Word Of Mouth: Gossip And American Poetry
"Word of Mouth" divulges the dynamic relationship between gossip and twentieth-century verse, placing particular emphasis on the queer sensibilities expressed and engendered by a lyric negotiation of gossip's risks and pleasures. Over the course of an introduction and three chapters I examine what I call lyric gossip-a subgenre of lyric poetry, modeled on the discourse of gossip-primarily as it appears in the work of Gertrude Stein, Frank O'Hara, and James Merrill. At first blush, gossip's ostensibly frivolous talk about others would seem at odds with a lyric poetry commonly understood as serious, subjective, solitary expression. Yet the poets I consider make significant use of the often-disavowed gossip that circulates about them and their work, turning to the rhetorical strategies of what Eve Kosofsky Sedgwick describes as the "precious, devalued arts of gossip" in part to address shifting conceptions of privacy and publicity, self and community, and talk and technology, and in part to illuminate and reinvigorate lyric precepts and practice. More than simply mapping a curious poetic mode, I find in their lyric gossip a peculiarly rich vantage from which to spy twentieth-century poetry more broadly, including larger questions of agency and relationality that inform figures of poetic address, voice, speaker, and tone. Throughout "Word of Mouth," such questions arise especially from queer cultural contexts in which the vexed issues of sexuality and style coalesce around both the idiom and figure of the gossip. Of course, not all gossip is queer, but all gossip, by virtue of its motivating interest in the non-normative, potentially entails queer effects. The poets in my study pursue such effects, exploring how phobic sexual suspicion can paradoxically limn queer possibility-how repressive gossip can become a vehicle for the performance of alternative sexualities and concomitant meditations on alternative modes of lyric practice.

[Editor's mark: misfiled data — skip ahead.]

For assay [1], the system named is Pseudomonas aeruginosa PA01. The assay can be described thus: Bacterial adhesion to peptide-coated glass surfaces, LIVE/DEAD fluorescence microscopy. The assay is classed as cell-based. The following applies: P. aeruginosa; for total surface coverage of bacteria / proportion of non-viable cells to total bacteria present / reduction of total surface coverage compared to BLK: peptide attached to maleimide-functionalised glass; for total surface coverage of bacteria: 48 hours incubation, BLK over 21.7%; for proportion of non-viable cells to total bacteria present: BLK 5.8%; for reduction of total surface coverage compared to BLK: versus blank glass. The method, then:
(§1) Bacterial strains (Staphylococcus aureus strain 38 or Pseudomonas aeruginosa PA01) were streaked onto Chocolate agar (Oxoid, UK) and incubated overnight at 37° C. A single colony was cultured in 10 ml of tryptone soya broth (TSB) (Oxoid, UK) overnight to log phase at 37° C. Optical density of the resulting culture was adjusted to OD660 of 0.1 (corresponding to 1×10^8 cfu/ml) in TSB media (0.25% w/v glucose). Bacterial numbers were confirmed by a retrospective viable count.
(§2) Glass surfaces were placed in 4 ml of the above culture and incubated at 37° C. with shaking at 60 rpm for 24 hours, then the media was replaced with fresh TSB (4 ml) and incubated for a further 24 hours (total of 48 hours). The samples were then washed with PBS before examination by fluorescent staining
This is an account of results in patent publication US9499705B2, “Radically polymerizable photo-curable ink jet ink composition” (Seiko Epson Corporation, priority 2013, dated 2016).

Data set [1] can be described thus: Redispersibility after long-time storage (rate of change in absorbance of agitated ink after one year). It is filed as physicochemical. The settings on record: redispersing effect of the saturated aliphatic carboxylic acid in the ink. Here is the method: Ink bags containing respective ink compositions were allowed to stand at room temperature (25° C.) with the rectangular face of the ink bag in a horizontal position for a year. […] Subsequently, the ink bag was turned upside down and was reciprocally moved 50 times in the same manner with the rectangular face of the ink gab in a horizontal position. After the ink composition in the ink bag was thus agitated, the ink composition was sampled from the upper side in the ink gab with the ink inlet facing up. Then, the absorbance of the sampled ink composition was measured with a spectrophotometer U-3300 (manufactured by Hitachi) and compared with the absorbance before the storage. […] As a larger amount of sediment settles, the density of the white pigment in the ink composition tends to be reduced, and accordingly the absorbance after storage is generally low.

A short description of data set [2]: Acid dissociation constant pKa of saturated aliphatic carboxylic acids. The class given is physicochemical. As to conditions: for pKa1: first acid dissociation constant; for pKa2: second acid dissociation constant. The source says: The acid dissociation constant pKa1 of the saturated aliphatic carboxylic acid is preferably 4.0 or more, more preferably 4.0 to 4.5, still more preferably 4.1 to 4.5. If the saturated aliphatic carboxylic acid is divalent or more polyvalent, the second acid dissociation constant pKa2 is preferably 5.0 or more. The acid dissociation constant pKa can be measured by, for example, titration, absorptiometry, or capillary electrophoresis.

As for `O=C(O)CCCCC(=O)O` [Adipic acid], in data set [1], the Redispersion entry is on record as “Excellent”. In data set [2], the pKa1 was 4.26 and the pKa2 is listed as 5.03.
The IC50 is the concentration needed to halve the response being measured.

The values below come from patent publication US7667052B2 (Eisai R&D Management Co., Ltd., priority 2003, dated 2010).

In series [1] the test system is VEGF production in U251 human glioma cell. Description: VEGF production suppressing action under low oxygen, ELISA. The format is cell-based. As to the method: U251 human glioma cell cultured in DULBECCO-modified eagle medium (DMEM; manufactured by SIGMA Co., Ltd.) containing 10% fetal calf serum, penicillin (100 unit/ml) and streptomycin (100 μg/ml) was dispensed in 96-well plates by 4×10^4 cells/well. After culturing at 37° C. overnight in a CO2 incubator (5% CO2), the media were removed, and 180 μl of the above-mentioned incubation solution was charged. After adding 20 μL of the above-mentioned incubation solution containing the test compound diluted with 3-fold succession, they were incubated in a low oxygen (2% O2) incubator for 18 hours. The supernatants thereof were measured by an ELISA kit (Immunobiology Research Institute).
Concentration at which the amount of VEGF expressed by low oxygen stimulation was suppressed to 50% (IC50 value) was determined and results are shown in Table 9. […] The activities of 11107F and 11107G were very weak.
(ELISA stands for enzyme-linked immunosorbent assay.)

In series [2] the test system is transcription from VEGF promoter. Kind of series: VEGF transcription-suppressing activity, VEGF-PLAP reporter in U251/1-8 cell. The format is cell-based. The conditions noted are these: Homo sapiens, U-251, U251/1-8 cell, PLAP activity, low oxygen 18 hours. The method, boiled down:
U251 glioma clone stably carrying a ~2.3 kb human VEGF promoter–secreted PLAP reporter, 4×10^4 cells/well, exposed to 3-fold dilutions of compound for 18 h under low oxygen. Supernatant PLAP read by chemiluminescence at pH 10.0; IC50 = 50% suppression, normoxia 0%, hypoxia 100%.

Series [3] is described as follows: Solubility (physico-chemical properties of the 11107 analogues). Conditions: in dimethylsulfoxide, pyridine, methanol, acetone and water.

Gilbert, Roger Stephen
Fried, Debra; Hanson, Ellis; Salvato, Nicholas G; Mao, Douglas
English Language and Literature
Ph. D., English Language and Literature
Doctor of Philosophy
dissertation or thesis